Day 284: Dracula Untold

Dracula Untold poster

Today contained a movie afternoon with my sister Linda and my mom. We were excited to view the newly released Dracula Untold for my first. I’m not a big horror movie fan although I enjoy a good ghost story without the gore and I enjoy the classics, having grown up watching the old Frankenstein, Dracula, and Mummy films. And my mom can’t tolerate typical vampire movies. Linda, on the other hand, loves a good scare. So this was quite a little group that settled into the darkened theater.

Dracula Untold stars Luke Evans, Sarah Gadon, Dominic Cooper, Charles Dance and Art Parkinson. It was directed by Gary Shore. This action/drama/fantasy is rated PG-13, for violence, vampire images and mild sensuality and has a run time of 1 hour and 32 minutes.

This is the story of Vlad the Impaler (Luke Evans) and how he became Dracula. Taken from his father’s kingdom as a young boy and forced to train and fight for the Turkish kingdom, Vlad learns to disengage from his emotions and to fight at a psychological level as well as a physical level. He discovers that sometimes it’s not a hero that is needed, to win a war, but a monster. He earns that title through his gruesome habit of impaling his war victims on long wooden stakes, and leaving the bodies thus on the battlefield. Such an act definitely makes an impact and sends a message. Vlad the Impaler secures his freedom and goes home as a prince to rule his small kingdom after his father’s death.

Vlad may have a horrific reputation in war but at home, he is a devoted and fiercely protective husband, father and ruler. He makes a promise to his beautiful wife, Mirena (Sarah Gadon) and his son (Art Parkinson) that the boy shall never be forced to fight for the Turk ruler Mehmed (Dominic Cooper). That promise is challenged when Mehmed unexpectedly demands that 1000 boys from Vlad’s kingdom, including the prince’s own son, be turned over immediately to be trained as soldiers.

Vlad refuses the command, knowing that in protecting his son and his kingdom he must fight with all that he can muster. He visits a cave where a Master Vampire (Charles Dance) is imprisoned, seeking supernatural help. By drinking the ancient vampire’s blood, Vlad will have the strength of 100 men and other dark abilities, for three days. If he can deny the insatiable blood lust that will be upon him during those days, he will return to normal when the sun rises on the fourth day. If he succumbs to that need for human blood, he will become the Master Vampire and that tortured soul will go free. For the sake of his son, his wife and his kingdom, Vlad accepts the offer and drinks the blood.

Transformed immediately, Vlad makes use of his new abilities, which include healing from wounds and being able to shift his body into a swirling mass of black bats. He defeats the Turkish invasion battering in his castle door and moves his people to the safety of a monastery. There they are besieged by Mehmed and his army of thousands. While he is fighting them to gain their freedom, Vlad’s wife falls to her death, protecting their son. Vlad has risked his life to save his family and his people. Mirena now offers her life to enable Vlad to continue in the vampire state so he can rescue his son from Mehmed. Vlad consumes his dying wife’s blood, and rises in anguish, no longer Vlad but Dracula. In a rage now, he converts surviving members of his kingdom into vampires as well and they defeat the Turkish army. Mehmed is destroyed and Vlad’s son freed and sent to the monastery for safety. Dracula allows the sunlight to stream over his newly created band of vampires and they are dissolved in the bright streaming rays. Dracula falls as well. However, he is revived by a mysterious follower who feeds the former prince his own blood.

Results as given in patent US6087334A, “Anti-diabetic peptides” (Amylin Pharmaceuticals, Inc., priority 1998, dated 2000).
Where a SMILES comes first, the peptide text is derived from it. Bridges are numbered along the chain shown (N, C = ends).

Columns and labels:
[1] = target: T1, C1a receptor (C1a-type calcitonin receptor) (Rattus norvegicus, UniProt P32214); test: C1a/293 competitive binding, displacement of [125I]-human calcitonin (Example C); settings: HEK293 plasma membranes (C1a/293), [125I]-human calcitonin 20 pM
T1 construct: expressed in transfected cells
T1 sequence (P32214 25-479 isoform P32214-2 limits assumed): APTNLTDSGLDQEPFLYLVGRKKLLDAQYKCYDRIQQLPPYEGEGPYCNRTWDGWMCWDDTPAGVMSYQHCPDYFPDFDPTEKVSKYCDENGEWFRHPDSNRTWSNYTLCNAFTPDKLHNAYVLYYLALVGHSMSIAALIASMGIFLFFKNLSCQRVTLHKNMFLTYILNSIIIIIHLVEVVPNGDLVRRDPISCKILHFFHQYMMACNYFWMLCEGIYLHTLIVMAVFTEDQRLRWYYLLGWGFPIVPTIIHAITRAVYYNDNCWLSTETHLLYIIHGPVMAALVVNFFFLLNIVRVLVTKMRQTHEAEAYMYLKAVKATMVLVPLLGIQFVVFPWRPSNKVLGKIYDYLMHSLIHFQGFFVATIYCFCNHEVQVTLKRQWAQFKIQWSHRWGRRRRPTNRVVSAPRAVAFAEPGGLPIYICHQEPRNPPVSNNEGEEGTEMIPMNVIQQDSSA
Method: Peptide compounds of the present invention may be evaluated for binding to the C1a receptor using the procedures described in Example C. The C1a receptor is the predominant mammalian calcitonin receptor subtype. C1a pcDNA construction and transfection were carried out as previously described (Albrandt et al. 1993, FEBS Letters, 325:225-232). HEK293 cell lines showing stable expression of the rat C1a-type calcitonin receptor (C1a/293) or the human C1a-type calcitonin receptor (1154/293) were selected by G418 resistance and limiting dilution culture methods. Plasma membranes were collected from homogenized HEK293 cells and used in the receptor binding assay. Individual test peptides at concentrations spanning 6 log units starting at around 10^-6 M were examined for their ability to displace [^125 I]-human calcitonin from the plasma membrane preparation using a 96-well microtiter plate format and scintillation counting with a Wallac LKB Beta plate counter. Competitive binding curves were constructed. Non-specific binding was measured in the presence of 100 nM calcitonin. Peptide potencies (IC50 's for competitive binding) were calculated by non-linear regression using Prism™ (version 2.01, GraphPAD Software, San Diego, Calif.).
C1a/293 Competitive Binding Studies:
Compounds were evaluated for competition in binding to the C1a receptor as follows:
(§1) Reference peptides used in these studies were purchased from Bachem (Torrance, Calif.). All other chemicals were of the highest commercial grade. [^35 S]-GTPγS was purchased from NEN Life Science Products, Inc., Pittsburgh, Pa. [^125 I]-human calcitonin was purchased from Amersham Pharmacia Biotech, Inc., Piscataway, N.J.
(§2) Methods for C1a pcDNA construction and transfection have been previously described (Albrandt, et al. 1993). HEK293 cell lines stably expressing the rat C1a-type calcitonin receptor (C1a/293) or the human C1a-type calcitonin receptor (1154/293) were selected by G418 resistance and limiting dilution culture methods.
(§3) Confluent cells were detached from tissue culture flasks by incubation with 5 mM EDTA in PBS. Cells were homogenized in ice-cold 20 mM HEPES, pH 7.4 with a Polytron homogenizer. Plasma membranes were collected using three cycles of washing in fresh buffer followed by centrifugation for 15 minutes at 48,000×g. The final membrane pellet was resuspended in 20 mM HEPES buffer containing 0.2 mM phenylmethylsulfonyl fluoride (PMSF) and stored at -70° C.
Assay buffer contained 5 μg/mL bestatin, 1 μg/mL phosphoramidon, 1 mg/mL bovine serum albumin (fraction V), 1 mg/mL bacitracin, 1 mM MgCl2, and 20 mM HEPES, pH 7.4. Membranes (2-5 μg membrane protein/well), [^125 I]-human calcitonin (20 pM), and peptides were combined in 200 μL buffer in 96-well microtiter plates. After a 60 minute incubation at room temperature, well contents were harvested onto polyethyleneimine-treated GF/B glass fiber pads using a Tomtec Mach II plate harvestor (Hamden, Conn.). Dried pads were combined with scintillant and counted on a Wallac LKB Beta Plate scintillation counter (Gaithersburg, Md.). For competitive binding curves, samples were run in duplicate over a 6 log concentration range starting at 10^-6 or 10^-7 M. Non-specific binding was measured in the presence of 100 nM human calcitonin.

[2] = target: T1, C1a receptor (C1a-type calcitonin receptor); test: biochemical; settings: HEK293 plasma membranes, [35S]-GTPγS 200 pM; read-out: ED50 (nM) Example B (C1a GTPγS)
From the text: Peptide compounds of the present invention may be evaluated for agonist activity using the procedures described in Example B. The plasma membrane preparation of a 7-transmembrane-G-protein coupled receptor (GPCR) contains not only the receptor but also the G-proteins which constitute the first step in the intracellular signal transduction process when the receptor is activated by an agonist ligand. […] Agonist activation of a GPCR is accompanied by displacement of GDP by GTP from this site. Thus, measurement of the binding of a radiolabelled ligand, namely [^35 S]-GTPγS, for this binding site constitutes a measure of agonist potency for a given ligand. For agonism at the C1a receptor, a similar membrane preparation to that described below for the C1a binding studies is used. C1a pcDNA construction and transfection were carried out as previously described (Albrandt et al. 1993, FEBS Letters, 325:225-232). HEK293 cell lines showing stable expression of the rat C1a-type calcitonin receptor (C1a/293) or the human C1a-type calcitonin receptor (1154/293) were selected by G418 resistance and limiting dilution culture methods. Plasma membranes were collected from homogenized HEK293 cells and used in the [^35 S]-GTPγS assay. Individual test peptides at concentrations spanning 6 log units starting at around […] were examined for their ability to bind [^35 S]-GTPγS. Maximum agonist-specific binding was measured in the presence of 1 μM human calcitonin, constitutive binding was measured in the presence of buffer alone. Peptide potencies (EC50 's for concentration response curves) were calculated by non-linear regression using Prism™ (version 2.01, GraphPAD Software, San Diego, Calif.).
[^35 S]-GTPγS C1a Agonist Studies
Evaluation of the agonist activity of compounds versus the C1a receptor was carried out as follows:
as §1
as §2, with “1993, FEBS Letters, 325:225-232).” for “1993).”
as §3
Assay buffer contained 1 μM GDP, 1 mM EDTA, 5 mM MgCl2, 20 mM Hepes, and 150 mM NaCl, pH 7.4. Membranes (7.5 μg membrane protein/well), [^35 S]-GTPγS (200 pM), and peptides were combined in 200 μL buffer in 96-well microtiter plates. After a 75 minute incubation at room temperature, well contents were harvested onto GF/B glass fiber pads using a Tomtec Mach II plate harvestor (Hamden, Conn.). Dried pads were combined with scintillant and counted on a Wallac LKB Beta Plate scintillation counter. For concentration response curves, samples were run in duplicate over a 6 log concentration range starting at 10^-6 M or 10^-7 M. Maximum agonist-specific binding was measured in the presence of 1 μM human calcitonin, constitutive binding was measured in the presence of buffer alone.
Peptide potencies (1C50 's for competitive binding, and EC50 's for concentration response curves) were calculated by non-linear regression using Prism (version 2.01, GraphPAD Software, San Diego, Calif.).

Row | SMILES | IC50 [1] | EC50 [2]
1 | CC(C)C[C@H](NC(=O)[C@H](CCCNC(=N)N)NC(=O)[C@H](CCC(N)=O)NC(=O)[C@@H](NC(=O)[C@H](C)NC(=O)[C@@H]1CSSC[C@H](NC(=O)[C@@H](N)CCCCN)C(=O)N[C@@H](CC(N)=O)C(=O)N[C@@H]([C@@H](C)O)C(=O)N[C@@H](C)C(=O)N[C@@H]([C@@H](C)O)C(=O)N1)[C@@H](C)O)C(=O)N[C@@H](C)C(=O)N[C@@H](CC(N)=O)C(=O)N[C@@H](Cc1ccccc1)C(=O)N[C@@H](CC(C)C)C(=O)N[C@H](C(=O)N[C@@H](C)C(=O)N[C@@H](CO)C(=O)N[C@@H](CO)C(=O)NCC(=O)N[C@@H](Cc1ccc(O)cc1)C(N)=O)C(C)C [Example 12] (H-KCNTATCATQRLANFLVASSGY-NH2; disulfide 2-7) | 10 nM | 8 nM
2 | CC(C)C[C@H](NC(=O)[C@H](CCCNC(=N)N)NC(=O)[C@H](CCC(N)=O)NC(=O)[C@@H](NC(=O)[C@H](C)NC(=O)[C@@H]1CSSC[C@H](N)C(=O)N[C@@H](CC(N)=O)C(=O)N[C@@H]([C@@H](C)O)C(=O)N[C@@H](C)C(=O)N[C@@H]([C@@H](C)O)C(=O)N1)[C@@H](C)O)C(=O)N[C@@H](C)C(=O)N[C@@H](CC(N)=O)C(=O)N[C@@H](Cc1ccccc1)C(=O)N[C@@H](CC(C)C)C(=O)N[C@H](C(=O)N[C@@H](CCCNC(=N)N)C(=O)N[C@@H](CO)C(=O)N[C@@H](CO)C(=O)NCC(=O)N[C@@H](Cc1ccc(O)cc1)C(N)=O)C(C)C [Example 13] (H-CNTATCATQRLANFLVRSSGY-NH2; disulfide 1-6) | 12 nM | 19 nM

In the closing scene, set in a modern day London, Dracula sees a woman who is the image of his long lost wife. He recites a beloved poem to her and introduces himself as Vlad. As they stroll away, the old Master Vampire, now dressed sharply in a suit, rises from a nearby table to follow the couple. He murmurs, “Let the games begin”.

I LIKED this film. Mixing historical facts about the real Vlad the impaler and the mythology of the Dracula stories, this movie captured the best of fact and fiction and created a compelling, fun to watch film. The costumes and cinematography were gorgeous. Luke Evans and Sarah Gadon were gorgeous. I was drawn to this movie originally because of Luke Evans, who plays Bard in The Hobbit films. I enjoyed a story that was crafted around love and loyalty and the desire to go to any length to protect family and people, rather than mindless brutality and violence. The movie was tastefully done, no pun intended, without excessive blood and gore or scenes that would have made me wince, and yet there was plenty of action. Luke Evans portrays well a man who has lived through the atrocities of war and will risk all to protect his young son from that horror. The stark angst often seen in his dark eyes made my heart ache. And I have to confess, it created anticipation for seeing Evans again soon, battling darkness, in The Hobbit, The Battle of Five Armies.

And it appears I will be seeing more of Luke Evans in the darker role of Dracula. The final scene nicely sets up a sequel. I am pleased about that!

Dracula Untold Luke Evans 2

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